Campus carry clears major hurdle in West Virginia legislature

Campus carry clears major hurdle in West Virginia legislature
(AP Photo/Al Behrman, File)

The last time the issue of campus carry came up in the West Virginia legislature, the state House approved the bill by wide margins only to see the measure wither away in the Senate.

This time around its the state Senate that’s going first, and on Tuesday afternoon senators gave their emphatic approval with a 29-4 vote in favor of the bill; a show of support that came despite objections from the state’s higher-ed lobby.

“Thank God for West Virginia and freedom,” the bill’s lead sponsor Republican Sen. Rupie Phillips said, shortly before the Senate passed the bill 29-4. At least half of the West Virginia Senate — all Republicans — were listed as sponsors.

The “ Campus Self-Defense Act, ” which now heads to the Republican supermajority in the House of Delegates, would only apply to people holding a license to carry a concealed pistol or revolver.

It strictly prohibits the open carry of a firearm on a college or university campus, and allows institutions of higher learning to implement exceptions. People could be prohibited from bringing guns into areas with a capacity of more than 1,000 spectators — stadiums for football games, for example — or to on-campus daycare centers.

Republican Sen. Charles Trump said similar legislation has already passed in 11 other states: Arkansas, Colorado, Georgia, Idaho, Kansas, Mississippi, Oregon, Tennessee, Texas, Utah and Wisconsin.

West Virginia law currently allows colleges and universities to prohibit guns on their campuses. Supporters of the proposed legislation say citizens have a constitutional right to carry weapons for self-defense. Similar bills have been introduced during past legislative sessions but failed to gain enough traction to advance.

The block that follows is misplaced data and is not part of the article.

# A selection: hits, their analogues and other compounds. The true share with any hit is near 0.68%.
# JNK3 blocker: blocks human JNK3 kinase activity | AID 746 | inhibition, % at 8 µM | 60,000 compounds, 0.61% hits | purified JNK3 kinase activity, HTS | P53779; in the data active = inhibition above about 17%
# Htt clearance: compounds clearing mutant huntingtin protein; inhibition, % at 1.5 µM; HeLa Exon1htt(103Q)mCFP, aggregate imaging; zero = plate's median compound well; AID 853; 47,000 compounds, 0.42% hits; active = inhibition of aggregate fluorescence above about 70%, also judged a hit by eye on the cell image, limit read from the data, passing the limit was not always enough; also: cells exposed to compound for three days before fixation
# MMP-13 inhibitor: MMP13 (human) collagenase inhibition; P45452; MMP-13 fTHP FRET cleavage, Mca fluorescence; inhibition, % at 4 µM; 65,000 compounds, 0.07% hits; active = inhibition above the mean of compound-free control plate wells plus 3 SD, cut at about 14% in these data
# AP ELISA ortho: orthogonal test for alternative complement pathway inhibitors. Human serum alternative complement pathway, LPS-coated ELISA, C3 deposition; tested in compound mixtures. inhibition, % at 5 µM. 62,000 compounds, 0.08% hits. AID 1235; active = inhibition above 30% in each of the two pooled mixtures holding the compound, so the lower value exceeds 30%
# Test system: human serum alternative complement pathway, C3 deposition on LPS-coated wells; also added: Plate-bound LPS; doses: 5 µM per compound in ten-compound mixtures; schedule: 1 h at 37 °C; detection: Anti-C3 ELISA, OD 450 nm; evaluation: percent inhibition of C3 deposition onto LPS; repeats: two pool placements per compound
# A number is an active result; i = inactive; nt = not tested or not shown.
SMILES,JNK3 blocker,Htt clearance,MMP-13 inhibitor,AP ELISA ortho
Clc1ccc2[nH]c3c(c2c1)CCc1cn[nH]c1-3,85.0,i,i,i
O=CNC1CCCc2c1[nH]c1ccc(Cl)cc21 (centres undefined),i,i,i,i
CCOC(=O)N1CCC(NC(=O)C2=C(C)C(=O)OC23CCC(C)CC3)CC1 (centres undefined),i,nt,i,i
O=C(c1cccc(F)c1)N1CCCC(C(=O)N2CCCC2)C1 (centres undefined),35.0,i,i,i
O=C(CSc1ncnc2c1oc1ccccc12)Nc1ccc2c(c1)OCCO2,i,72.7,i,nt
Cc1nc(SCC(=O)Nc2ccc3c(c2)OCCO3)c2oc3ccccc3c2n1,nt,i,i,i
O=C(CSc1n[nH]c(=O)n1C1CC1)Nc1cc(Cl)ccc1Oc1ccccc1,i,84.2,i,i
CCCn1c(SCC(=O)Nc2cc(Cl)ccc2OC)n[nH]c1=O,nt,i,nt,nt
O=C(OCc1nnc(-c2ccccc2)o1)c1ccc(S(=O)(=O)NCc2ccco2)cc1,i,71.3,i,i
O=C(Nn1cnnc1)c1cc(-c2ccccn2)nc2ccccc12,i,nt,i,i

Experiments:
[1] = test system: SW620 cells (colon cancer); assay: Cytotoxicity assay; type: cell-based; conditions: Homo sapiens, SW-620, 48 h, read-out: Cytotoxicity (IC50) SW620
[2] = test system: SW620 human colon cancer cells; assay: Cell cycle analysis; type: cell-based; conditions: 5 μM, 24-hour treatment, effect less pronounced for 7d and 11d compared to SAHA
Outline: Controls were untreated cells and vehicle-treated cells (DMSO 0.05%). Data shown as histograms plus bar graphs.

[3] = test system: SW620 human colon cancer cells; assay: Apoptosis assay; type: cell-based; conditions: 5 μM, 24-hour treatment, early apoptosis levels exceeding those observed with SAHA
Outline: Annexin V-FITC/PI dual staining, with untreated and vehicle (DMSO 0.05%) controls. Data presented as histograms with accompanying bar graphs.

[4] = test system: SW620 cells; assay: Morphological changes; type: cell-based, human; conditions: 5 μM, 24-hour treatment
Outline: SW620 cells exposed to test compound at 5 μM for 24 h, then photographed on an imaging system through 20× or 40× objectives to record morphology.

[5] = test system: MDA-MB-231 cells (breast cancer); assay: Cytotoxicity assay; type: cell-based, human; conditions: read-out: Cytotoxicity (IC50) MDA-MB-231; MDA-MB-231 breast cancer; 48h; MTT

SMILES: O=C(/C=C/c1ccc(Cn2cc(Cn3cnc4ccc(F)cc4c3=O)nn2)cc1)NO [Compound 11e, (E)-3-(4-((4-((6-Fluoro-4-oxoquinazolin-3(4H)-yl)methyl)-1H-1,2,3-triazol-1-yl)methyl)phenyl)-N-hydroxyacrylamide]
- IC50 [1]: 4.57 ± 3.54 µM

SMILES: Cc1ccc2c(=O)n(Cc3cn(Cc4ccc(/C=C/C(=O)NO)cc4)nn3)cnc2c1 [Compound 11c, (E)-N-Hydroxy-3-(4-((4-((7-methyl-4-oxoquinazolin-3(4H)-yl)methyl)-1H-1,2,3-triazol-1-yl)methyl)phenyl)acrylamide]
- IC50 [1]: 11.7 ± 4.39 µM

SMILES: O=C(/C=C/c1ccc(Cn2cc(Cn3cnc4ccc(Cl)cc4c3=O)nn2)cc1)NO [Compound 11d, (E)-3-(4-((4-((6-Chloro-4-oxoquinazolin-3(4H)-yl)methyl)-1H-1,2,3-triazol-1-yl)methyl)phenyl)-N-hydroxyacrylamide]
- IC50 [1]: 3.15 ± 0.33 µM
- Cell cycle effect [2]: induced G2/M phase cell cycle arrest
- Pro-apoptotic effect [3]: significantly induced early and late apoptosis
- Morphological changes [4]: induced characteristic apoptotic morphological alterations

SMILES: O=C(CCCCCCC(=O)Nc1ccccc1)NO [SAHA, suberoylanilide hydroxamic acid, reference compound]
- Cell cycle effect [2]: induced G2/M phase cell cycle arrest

Phillips, who has sponsored similar bills in the past, noted the rate of women who face sexual assault on college campuses — and said allowing for concealed carry on campus would help address that issue.

“I don’t want my daughter to have to face this — I don’t want your daughter, your granddaughters to ever have to face that,” Phillips said to fellow lawmakers. “That’s another reason that we need to get this through.”

My introduction to the campus carry issue was meeting Amanda Collins back in 2011. While a student at the University of Nevada-Reno, Collins was brutally sexually assaulted in an on-campus parking garage by a violent attacker who later murdered a fellow student before he was captured. Collins possessed a valid concealed carry license, but the university required students to obtain permission before they could carry on campus; permission that was virtually impossible to get, at least until after Collins was raped. Then the university quietly reached out to let her know that yes, she could carry now, but not to tell other students because they too might want to be able to protect themselves against the predator who was out there stalking coeds.

This is what campus carry is about. And while I think the West Virginia bill isn’t perfect (I have some issues with giving universities the option of requiring guns to be stored in a central locked location or inside an in-dorm room gun safe instead of giving the gun owner the choice between the two options) it’s a dramatic improvement over the status quo.

There are now eleven states that have adopted campus carry, and in none of them have any of the outlandish predictions of the anti-gun crowd come to pass. Not only have there been no shootouts over heated classroom discussions or campus parking spaces, but we also haven’t seen a massive exodus of students to states without campus carry. As I noted just a couple of days ago, UT-Austin, which was home to the largest anti-campus carry protests when the state legislature enacted the measure in 2015, just celebrated it’s largest student body in history. As it turns out, once it’s in place concealed carry on campus is just as much of a non-issue as it is off campus… just like Second Amendment advocates have been saying all along.

The West Virginia bill now heads to the state House, where it should have no trouble passing barring any behind-the-scenes shenanigans. Gun owners and Second Amendment supporters shouldn’t take anything for granted, however, and if you live in West Virginia now’s a good time to let your state rep know you’re backing the campus carry bill as well as letting your senator know you appreciate their vote in favor. Hopefully we can get the bill to Gov. Jim Justice’s desk in short order, even if the law might not take effect until students return to campus in the fall.